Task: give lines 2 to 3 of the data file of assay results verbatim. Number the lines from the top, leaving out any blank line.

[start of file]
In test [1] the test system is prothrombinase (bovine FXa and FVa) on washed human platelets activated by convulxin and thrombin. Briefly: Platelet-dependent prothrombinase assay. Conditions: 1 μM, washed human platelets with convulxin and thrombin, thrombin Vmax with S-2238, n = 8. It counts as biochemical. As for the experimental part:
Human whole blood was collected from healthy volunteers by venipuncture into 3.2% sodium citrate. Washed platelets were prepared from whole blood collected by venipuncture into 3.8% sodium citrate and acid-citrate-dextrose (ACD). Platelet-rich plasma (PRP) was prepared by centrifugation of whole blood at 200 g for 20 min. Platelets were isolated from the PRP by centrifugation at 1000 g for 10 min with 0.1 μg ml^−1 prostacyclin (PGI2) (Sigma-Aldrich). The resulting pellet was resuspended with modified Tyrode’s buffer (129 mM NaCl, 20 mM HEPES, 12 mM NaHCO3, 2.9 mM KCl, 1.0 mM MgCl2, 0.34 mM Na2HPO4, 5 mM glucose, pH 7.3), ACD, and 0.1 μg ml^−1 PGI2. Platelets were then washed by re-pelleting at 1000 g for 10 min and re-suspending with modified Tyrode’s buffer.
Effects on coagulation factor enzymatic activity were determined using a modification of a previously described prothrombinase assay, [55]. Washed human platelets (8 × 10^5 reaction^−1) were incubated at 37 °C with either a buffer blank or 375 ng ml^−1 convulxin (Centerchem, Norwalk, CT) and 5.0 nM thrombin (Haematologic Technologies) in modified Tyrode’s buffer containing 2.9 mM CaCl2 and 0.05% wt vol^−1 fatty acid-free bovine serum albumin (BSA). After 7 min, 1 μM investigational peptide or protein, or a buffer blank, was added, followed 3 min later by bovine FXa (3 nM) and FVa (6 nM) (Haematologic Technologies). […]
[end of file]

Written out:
Human whole blood was collected from healthy volunteers by venipuncture into 3.2% sodium citrate. Washed platelets were prepared from whole blood collected by venipuncture into 3.8% sodium citrate and acid-citrate-dextrose (ACD). Platelet-rich plasma (PRP) was prepared by centrifugation of whole blood at 200 g for 20 min. Platelets were isolated from the PRP by centrifugation at 1000 g for 10 min with 0.1 μg ml^−1 prostacyclin (PGI2) (Sigma-Aldrich). The resulting pellet was resuspended with modified Tyrode’s buffer (129 mM NaCl, 20 mM HEPES, 12 mM NaHCO3, 2.9 mM KCl, 1.0 mM MgCl2, 0.34 mM Na2HPO4, 5 mM glucose, pH 7.3), ACD, and 0.1 μg ml^−1 PGI2. Platelets were then washed by re-pelleting at 1000 g for 10 min and re-suspending with modified Tyrode’s buffer.
Effects on coagulation factor enzymatic activity were determined using a modification of a previously described prothrombinase assay, [55]. Washed human platelets (8 × 10^5 reaction^−1) were incubated at 37 °C with either a buffer blank or 375 ng ml^−1 convulxin (Centerchem, Norwalk, CT) and 5.0 nM thrombin (Haematologic Technologies) in modified Tyrode’s buffer containing 2.9 mM CaCl2 and 0.05% wt vol^−1 fatty acid-free bovine serum albumin (BSA). After 7 min, 1 μM investigational peptide or protein, or a buffer blank, was added, followed 3 min later by bovine FXa (3 nM) and FVa (6 nM) (Haematologic Technologies). […]